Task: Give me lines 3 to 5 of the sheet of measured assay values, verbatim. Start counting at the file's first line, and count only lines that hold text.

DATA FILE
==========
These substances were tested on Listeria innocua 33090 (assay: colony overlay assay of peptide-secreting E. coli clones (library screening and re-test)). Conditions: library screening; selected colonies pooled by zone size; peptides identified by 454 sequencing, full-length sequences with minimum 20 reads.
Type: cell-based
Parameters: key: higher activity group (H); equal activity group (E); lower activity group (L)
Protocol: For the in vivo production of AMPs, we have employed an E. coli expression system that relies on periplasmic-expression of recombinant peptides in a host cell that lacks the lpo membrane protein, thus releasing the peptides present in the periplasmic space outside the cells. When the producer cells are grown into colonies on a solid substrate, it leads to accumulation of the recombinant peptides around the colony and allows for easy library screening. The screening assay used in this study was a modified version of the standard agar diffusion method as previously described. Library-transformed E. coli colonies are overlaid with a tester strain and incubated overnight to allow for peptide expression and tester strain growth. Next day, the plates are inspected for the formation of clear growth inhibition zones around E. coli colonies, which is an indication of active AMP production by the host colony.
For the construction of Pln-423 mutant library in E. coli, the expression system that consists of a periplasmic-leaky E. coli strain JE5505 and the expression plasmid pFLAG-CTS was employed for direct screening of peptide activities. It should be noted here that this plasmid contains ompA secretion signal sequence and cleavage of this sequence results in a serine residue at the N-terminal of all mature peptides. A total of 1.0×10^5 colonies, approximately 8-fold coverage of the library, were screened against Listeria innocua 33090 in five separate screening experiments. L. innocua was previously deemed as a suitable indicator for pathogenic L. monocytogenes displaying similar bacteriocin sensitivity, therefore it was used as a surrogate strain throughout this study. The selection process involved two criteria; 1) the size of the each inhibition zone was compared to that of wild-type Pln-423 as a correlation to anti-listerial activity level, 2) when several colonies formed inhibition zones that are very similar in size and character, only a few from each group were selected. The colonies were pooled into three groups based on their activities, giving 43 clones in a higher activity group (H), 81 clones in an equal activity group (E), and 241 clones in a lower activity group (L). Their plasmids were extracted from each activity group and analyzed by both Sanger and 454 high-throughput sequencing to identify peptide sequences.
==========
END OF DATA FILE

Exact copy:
Parameters: key: higher activity group (H); equal activity group (E); lower activity group (L)
Protocol: For the in vivo production of AMPs, we have employed an E. coli expression system that relies on periplasmic-expression of recombinant peptides in a host cell that lacks the lpo membrane protein, thus releasing the peptides present in the periplasmic space outside the cells. When the producer cells are grown into colonies on a solid substrate, it leads to accumulation of the recombinant peptides around the colony and allows for easy library screening. The screening assay used in this study was a modified version of the standard agar diffusion method as previously described. Library-transformed E. coli colonies are overlaid with a tester strain and incubated overnight to allow for peptide expression and tester strain growth. Next day, the plates are inspected for the formation of clear growth inhibition zones around E. coli colonies, which is an indication of active AMP production by the host colony.
For the construction of Pln-423 mutant library in E. coli, the expression system that consists of a periplasmic-leaky E. coli strain JE5505 and the expression plasmid pFLAG-CTS was employed for direct screening of peptide activities. It should be noted here that this plasmid contains ompA secretion signal sequence and cleavage of this sequence results in a serine residue at the N-terminal of all mature peptides. A total of 1.0×10^5 colonies, approximately 8-fold coverage of the library, were screened against Listeria innocua 33090 in five separate screening experiments. L. innocua was previously deemed as a suitable indicator for pathogenic L. monocytogenes displaying similar bacteriocin sensitivity, therefore it was used as a surrogate strain throughout this study. The selection process involved two criteria; 1) the size of the each inhibition zone was compared to that of wild-type Pln-423 as a correlation to anti-listerial activity level, 2) when several colonies formed inhibition zones that are very similar in size and character, only a few from each group were selected. The colonies were pooled into three groups based on their activities, giving 43 clones in a higher activity group (H), 81 clones in an equal activity group (E), and 241 clones in a lower activity group (L). Their plasmids were extracted from each activity group and analyzed by both Sanger and 454 high-throughput sequencing to identify peptide sequences.